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Like Herding Cats

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As you may know, I share this blog with my colleague Joe Cordo, Bullhorn’s VP of Marketing. Joe did a great job of introducing our Blog to you in his innaugaural post. He also did a great job driving the vision for this site. I’m excited to be a part of it and I’m looking forward to both contributing and learning here. I manage the sales team at Bullhorn. Ultimately I’m responsible for delivering new customers. I have been recruiting, selling, and managing in the Staffing & Recruiting Market for 18 years now. That time has been divided between Staffing Firms, Consulting Firms, and Vendors that develop technology for them. Along with making me old, that gives me some unique perspective. In my role I talk to a lot customers and prospective customers where I get an incredible insight into what people in the industry are up against when it comes to driving results. I also get volumes of collective feedback from our sales team.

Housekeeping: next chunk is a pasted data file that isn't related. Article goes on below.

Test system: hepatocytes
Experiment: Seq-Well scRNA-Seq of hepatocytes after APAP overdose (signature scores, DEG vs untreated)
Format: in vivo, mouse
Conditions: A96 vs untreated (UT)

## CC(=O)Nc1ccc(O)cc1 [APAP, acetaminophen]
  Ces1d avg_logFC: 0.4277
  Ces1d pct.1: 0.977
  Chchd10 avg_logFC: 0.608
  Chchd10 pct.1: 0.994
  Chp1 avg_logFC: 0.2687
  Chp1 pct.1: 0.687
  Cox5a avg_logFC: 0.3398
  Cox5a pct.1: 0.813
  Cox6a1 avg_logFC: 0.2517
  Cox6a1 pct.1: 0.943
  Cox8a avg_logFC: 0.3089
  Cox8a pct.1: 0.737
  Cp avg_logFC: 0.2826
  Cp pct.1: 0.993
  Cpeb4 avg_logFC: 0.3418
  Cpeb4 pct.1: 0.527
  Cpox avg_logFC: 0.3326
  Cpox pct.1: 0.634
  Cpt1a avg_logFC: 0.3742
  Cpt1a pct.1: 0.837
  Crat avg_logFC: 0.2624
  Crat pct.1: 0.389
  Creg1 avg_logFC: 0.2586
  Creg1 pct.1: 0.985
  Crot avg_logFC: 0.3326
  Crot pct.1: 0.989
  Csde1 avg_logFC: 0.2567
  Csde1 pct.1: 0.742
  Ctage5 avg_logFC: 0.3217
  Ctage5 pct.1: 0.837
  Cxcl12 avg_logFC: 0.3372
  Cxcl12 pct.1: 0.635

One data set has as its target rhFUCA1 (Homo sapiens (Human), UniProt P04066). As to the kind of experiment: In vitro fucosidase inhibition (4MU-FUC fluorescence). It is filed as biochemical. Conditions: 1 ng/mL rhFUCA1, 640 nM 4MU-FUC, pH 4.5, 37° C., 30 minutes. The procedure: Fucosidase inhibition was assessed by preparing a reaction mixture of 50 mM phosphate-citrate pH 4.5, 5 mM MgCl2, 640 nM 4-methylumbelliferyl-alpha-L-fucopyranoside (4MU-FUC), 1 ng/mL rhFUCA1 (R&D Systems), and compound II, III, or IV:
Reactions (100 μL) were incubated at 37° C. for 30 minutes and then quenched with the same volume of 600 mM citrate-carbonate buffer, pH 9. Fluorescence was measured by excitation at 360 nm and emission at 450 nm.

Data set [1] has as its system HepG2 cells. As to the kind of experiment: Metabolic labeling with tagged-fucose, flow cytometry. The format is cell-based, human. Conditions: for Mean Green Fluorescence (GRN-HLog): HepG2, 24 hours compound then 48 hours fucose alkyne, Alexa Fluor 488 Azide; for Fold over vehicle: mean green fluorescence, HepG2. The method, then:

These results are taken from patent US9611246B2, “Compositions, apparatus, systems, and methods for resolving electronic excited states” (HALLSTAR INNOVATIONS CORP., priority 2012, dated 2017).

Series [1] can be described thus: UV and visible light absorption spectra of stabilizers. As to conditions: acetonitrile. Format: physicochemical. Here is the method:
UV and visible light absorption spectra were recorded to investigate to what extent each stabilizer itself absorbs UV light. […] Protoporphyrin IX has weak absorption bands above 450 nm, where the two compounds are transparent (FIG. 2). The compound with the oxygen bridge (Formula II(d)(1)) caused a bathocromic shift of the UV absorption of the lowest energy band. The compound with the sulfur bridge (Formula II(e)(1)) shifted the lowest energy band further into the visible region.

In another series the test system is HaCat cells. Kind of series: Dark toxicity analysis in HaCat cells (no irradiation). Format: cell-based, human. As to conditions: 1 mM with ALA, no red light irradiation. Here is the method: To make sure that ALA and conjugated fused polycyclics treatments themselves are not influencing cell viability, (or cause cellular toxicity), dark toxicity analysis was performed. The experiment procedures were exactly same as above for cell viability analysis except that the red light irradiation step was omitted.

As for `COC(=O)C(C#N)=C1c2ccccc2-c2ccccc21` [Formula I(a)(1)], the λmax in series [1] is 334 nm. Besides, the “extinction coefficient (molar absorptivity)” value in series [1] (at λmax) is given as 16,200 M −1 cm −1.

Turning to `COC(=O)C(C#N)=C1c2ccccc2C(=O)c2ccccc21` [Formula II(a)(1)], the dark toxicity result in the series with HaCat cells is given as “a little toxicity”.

At Bullhorn we are very consultative in how we sell, so we hear a lot about business goals and challenges. Recently one of our prospective customers used one of my favorite characterizations about managing sales people – I hadn’t heard it in a while – but like anyone that has managed sales people I immediately identified with him. When the conversation turned to how they managed sales people he said, “Well, managing sales people is like herding cats. I need them to do something, they know what I need them to do, and if I’m lucky – we all end up in the same place.” We all had a good laugh, but it left me wondering whether there was an issue with clear communication of expectations, leadership, the ability to track results against expectations, or all of the above. A little too much dependency on luck for my taste. How much of sales, and managing sales, is an art? How much of it is science? As sales managers we try to implement processes and tracking mechanisms to report on our progress. At the same time we need to let sales people be creative and build relationships with customers – hard to measure.

I have my own perspective on how to balance between the art and the science of sales, but I thought this forum might be a good place to gain some additional perspective. How much process is too much? Can you be too focused on sales metrics? Is it possible to implement a sales process that sales people view as help, vs. a requirement? I’m looking forward to hearing what people think. If I’m lucky someone will think of another sales management characterization I love, the famous “Goat Rodeo.” Thanks for reading!

This Bullhorn Blog post was written by George LaRocque.